Relationships are healthy and balanced, with appropriate boundaries. You are free from unforgiveness, and can forgive and bless people easily. You can approach new people with acceptance and kindness, and are connected to a diverse group of people. You can confront conflict with gentleness and humility. You can serve others, even if they are unable to do anything for you. You are free from manipulation – either from others or toward others.


You have a healthy relationship with your faith and participate regularly in worship, prayer, and meditation.


You always have enough money or other resources to meet your needs each day (or month), plus savings and investments, and enough to attend to the needs of others when opportunities arise. You are out of debt.


You work at a job you enjoy where your skills are put to good use and you provide excellent service to others. You are challenged to grow and paid appropriately.


Your living space is free from harsh chemicals and free from clutter. You get plenty of sunlight and fresh air.

As you can see, shalom covers a huge swath of human existence. Plus, this kind of wholeness describes a situation where you are experiencing complete wellness in every area of life. A lack of wellness (disease) in any one area diminishes your wholeness overall.

Sounds impossible, doesn’t it?

It might be.

Putting The Brakes On Wholeness

We are limited creatures in an imperfect world, and I would not expect everything in my life to always be perfect, but this vision gives me an idea of something to shoot for. I do not have complete control over everyone around me or everything that happens. Three minutes of watching the news digs a huge gash into my emotional wellness. A poor decision by the driver in front of me could severely damage my physical wellness. Unforgiveness could trash my wellness in all eight areas at once.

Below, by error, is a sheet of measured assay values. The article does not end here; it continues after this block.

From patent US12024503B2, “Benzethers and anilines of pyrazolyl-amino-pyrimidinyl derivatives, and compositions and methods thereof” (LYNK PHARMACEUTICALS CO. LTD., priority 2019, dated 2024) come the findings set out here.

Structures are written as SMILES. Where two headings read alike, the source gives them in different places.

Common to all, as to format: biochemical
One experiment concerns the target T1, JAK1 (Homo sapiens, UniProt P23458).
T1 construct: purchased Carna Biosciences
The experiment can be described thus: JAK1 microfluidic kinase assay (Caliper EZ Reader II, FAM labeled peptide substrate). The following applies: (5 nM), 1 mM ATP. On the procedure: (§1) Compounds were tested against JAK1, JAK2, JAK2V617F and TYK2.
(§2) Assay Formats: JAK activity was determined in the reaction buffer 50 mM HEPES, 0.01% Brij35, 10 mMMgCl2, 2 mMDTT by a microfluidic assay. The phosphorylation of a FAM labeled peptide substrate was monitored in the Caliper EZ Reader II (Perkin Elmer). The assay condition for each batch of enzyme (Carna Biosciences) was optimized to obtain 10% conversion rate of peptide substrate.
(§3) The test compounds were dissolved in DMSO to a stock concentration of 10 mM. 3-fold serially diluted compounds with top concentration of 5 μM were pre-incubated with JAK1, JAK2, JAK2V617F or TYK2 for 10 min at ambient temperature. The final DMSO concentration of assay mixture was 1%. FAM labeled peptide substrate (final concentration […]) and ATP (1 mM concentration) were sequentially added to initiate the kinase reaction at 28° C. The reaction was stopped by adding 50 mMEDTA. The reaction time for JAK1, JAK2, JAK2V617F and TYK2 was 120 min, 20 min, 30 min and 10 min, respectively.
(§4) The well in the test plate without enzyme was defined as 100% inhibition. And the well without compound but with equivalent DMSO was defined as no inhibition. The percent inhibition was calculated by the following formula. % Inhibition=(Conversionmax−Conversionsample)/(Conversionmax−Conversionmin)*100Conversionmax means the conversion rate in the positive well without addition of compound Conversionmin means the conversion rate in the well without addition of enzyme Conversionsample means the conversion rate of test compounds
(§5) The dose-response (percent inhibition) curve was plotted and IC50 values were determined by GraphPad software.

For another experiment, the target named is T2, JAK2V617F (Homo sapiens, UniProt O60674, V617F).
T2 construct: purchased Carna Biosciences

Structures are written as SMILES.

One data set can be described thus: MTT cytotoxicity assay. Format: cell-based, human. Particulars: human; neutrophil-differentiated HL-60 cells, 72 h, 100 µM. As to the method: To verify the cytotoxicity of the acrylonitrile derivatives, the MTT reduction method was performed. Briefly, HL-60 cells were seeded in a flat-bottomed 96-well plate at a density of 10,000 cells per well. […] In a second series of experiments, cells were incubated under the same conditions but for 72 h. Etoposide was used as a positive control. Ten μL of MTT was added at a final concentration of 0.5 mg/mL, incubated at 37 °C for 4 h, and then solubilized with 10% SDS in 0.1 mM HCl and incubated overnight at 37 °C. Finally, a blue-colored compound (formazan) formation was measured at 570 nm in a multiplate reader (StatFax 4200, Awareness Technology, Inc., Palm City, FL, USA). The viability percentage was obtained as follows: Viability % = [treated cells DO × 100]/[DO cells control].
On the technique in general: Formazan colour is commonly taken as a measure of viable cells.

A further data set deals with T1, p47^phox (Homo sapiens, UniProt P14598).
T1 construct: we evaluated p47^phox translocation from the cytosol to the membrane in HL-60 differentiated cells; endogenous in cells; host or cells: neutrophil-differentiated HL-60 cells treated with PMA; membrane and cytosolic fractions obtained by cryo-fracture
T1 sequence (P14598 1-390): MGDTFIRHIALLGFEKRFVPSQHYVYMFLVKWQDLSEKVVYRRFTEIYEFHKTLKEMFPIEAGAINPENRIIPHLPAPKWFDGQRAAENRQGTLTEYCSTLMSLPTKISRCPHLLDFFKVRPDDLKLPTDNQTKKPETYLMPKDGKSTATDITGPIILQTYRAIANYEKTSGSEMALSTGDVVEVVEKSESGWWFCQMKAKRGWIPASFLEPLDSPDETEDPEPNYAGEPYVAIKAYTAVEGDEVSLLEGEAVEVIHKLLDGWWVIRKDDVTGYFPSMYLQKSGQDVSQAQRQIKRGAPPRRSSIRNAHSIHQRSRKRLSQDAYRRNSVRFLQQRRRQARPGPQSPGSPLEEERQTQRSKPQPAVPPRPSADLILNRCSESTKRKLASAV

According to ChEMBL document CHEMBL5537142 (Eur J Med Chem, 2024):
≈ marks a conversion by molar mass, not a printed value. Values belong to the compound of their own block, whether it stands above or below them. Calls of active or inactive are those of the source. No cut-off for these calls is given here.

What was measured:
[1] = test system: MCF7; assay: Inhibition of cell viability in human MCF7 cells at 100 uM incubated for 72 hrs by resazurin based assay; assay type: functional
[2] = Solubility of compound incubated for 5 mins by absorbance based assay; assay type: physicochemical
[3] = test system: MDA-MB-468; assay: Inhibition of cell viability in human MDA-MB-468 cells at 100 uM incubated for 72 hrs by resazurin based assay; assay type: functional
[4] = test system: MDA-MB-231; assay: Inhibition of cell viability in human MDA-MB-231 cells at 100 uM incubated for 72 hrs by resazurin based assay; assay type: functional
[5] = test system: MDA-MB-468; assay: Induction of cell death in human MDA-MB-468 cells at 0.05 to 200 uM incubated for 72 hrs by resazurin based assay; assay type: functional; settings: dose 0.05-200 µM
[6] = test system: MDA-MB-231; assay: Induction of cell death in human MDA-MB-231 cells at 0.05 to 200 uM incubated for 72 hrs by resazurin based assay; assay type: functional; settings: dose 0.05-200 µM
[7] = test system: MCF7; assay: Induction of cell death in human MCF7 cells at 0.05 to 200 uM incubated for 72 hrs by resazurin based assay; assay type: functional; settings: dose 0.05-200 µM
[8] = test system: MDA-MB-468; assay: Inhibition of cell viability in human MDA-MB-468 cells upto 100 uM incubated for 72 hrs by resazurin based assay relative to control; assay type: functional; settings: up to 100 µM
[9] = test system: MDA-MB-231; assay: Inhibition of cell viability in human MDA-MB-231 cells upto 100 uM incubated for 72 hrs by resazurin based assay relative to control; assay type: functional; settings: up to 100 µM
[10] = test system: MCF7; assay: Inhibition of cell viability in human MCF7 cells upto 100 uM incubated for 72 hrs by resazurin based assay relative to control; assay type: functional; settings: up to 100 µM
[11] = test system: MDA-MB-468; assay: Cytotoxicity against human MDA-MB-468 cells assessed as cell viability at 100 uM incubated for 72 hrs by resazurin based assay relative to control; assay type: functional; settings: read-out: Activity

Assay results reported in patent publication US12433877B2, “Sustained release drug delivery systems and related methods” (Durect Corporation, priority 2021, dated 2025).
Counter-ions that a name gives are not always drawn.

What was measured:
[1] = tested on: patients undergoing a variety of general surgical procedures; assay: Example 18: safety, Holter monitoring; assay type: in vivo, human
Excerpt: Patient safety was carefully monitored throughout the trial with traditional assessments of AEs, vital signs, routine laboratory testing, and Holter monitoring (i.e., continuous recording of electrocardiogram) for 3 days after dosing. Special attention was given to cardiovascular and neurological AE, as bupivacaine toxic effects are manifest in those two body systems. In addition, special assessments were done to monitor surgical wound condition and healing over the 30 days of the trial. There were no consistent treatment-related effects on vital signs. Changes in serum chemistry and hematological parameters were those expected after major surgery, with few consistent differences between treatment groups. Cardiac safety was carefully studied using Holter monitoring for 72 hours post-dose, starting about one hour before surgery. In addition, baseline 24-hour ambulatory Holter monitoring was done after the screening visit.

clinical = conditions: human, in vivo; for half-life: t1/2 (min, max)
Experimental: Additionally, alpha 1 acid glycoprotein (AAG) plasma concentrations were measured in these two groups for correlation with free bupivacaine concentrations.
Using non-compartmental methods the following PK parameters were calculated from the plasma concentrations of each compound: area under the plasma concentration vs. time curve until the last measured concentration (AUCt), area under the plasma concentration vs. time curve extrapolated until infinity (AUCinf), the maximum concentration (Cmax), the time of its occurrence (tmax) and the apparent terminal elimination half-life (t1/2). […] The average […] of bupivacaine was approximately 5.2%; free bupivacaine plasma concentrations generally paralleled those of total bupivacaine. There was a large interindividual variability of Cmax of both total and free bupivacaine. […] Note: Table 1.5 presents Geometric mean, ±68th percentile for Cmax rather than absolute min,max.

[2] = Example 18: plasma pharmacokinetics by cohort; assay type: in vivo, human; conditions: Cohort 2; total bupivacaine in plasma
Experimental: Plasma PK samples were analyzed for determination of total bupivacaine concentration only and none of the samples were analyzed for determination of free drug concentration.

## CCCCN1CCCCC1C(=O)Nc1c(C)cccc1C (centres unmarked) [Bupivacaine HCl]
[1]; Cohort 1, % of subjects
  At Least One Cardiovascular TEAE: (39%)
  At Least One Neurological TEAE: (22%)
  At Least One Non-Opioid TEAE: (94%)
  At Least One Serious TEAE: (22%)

Still, I can always be taking steps toward wholeness. There are aspects of my life that I can control and aspects that I can’t. Like the old prayer reminds us, “Lord, grant me the serenity to accept the things I cannot change, courage to affect the things I can change and the wisdom to know the difference.” Maturity is the process of becoming more well and more balanced in every area of life.

Maybe you’ll never achieve 100% wholeness in every part of life in this life, but it’s worth the effort to move in that direction.

How To Move Toward Wholeness

I encourage you to go back over the list and take a moment to consider how you would measure the wellness of each of these areas in your life. It is by no means a comprehensive list, but it’s a pretty good start. You can probably think of other examples within each area. This was just off the top of my head as I was writing. As you undertake this inventory, pick out one or two that might want to start addressing immediately. You might decide there is something you could do to boost up your wellness score in one area or another: forgive a friend, pay off a debt, read your Bible for ten minutes, add a nutritional supplement to your diet, or begin watching the “Move Right Monday” video series we put together for you. There possibilities here are endless and you can add the habits that seem right for you.

Don’t add more than one or two things at a time or you will be at a higher risk to forget one, and then it’s easy to get discouraged. Keep it simple. You have your whole life to work on wholeness.

It won’t take but a few weeks before you begin to see real results in the areas you choose to address. Let the momentum of those successes accelerate your forward into other growth areas. In a year, you won’t even recognize your life. And I want to hear about it. Post before and after photos on our Facebook page. Share your successes with us. You never know who you might encourage.

Are you getting our Wednesday Weekly e-mail? Each week, we share an article, a recipe, or a video to help you achieve wholeness in some area of your life, plus updates on our upcoming events, like the Fundamental Foods dinner on November 3rd at my office in Naples. If you live in the Naples area, I hope you’ll join us.

Thank you so much for joining us here each week. If the “Wellness Wednesday” articles are a help to you, please take a few seconds to help us get the word out by sharing them on Facebook.